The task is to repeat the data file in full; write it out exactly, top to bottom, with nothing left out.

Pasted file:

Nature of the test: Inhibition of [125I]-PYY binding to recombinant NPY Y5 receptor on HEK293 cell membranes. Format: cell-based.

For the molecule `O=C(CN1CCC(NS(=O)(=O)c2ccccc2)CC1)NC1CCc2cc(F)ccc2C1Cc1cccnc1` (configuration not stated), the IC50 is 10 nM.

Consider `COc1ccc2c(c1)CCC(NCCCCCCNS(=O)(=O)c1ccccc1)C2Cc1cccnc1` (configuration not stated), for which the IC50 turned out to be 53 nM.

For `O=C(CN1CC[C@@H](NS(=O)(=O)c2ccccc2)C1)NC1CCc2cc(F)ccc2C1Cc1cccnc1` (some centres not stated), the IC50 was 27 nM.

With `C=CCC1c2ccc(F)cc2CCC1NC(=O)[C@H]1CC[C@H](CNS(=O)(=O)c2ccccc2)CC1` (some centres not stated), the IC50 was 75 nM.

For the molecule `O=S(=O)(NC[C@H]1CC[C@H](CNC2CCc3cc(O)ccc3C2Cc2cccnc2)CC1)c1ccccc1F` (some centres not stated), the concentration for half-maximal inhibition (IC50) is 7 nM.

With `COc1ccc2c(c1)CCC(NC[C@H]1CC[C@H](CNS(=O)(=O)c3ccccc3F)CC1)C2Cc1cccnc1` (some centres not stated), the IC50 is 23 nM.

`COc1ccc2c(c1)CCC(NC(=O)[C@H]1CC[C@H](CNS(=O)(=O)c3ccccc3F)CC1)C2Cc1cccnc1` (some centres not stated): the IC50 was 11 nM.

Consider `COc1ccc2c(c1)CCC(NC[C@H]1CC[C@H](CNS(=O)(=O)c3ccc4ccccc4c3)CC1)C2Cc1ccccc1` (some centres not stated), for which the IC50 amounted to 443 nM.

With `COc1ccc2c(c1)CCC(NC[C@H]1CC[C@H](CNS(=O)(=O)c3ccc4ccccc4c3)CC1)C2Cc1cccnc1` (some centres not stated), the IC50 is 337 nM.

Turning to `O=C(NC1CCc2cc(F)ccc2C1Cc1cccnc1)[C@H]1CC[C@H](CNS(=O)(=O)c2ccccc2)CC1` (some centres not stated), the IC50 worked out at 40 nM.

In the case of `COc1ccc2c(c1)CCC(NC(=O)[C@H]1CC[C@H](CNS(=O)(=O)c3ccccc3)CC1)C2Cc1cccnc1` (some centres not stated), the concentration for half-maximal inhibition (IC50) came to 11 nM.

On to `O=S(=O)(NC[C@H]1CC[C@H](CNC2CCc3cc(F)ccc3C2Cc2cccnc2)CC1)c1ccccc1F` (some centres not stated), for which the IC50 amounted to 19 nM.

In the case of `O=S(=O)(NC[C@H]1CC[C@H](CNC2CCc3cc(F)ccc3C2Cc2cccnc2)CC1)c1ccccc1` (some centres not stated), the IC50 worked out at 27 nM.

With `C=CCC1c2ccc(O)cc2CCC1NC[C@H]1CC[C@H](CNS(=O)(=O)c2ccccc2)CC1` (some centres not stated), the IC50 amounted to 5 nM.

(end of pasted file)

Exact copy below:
Nature of the test: Inhibition of [125I]-PYY binding to recombinant NPY Y5 receptor on HEK293 cell membranes. Format: cell-based.

For the molecule `O=C(CN1CCC(NS(=O)(=O)c2ccccc2)CC1)NC1CCc2cc(F)ccc2C1Cc1cccnc1` (configuration not stated), the IC50 is 10 nM.

Consider `COc1ccc2c(c1)CCC(NCCCCCCNS(=O)(=O)c1ccccc1)C2Cc1cccnc1` (configuration not stated), for which the IC50 turned out to be 53 nM.

For `O=C(CN1CC[C@@H](NS(=O)(=O)c2ccccc2)C1)NC1CCc2cc(F)ccc2C1Cc1cccnc1` (some centres not stated), the IC50 was 27 nM.

With `C=CCC1c2ccc(F)cc2CCC1NC(=O)[C@H]1CC[C@H](CNS(=O)(=O)c2ccccc2)CC1` (some centres not stated), the IC50 was 75 nM.

For the molecule `O=S(=O)(NC[C@H]1CC[C@H](CNC2CCc3cc(O)ccc3C2Cc2cccnc2)CC1)c1ccccc1F` (some centres not stated), the concentration for half-maximal inhibition (IC50) is 7 nM.

With `COc1ccc2c(c1)CCC(NC[C@H]1CC[C@H](CNS(=O)(=O)c3ccccc3F)CC1)C2Cc1cccnc1` (some centres not stated), the IC50 is 23 nM.

`COc1ccc2c(c1)CCC(NC(=O)[C@H]1CC[C@H](CNS(=O)(=O)c3ccccc3F)CC1)C2Cc1cccnc1` (some centres not stated): the IC50 was 11 nM.

Consider `COc1ccc2c(c1)CCC(NC[C@H]1CC[C@H](CNS(=O)(=O)c3ccc4ccccc4c3)CC1)C2Cc1ccccc1` (some centres not stated), for which the IC50 amounted to 443 nM.

With `COc1ccc2c(c1)CCC(NC[C@H]1CC[C@H](CNS(=O)(=O)c3ccc4ccccc4c3)CC1)C2Cc1cccnc1` (some centres not stated), the IC50 is 337 nM.

Turning to `O=C(NC1CCc2cc(F)ccc2C1Cc1cccnc1)[C@H]1CC[C@H](CNS(=O)(=O)c2ccccc2)CC1` (some centres not stated), the IC50 worked out at 40 nM.

In the case of `COc1ccc2c(c1)CCC(NC(=O)[C@H]1CC[C@H](CNS(=O)(=O)c3ccccc3)CC1)C2Cc1cccnc1` (some centres not stated), the concentration for half-maximal inhibition (IC50) came to 11 nM.

On to `O=S(=O)(NC[C@H]1CC[C@H](CNC2CCc3cc(F)ccc3C2Cc2cccnc2)CC1)c1ccccc1F` (some centres not stated), for which the IC50 amounted to 19 nM.

In the case of `O=S(=O)(NC[C@H]1CC[C@H](CNC2CCc3cc(F)ccc3C2Cc2cccnc2)CC1)c1ccccc1` (some centres not stated), the IC50 worked out at 27 nM.

With `C=CCC1c2ccc(O)cc2CCC1NC[C@H]1CC[C@H](CNS(=O)(=O)c2ccccc2)CC1` (some centres not stated), the IC50 amounted to 5 nM.